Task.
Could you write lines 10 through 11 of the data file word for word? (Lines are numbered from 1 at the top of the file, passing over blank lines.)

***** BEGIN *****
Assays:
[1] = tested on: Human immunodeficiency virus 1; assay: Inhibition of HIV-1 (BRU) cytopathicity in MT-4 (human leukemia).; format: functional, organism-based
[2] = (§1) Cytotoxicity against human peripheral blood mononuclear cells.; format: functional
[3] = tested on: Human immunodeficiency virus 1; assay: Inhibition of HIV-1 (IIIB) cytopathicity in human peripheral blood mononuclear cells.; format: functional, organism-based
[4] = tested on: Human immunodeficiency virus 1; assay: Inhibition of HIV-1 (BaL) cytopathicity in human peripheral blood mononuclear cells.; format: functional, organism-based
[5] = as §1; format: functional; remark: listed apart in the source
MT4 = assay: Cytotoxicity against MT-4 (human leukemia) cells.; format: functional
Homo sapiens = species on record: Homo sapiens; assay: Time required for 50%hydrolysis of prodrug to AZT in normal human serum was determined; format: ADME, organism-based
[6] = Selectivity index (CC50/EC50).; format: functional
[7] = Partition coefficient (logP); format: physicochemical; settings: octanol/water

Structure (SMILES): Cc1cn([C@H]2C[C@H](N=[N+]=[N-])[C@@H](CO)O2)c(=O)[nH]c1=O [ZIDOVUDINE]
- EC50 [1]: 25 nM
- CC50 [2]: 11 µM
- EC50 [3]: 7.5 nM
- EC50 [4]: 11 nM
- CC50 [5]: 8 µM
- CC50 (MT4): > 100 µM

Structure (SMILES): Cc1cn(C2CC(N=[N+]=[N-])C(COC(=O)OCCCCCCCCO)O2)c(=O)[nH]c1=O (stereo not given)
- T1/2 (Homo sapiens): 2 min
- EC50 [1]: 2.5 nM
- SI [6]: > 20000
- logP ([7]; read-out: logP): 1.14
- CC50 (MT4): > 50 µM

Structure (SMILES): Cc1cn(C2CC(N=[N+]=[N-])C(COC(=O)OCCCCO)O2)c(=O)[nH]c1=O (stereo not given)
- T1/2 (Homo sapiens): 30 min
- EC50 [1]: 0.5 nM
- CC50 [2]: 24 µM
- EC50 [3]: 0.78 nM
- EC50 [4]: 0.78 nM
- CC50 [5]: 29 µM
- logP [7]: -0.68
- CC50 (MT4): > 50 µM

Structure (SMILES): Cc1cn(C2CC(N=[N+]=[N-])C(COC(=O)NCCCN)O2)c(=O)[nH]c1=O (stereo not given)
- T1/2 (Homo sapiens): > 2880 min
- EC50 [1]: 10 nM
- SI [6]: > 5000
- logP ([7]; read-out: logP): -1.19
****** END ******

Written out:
[7] = Partition coefficient (logP); format: physicochemical; settings: octanol/water

Structure (SMILES): Cc1cn([C@H]2C[C@H](N=[N+]=[N-])[C@@H](CO)O2)c(=O)[nH]c1=O [ZIDOVUDINE]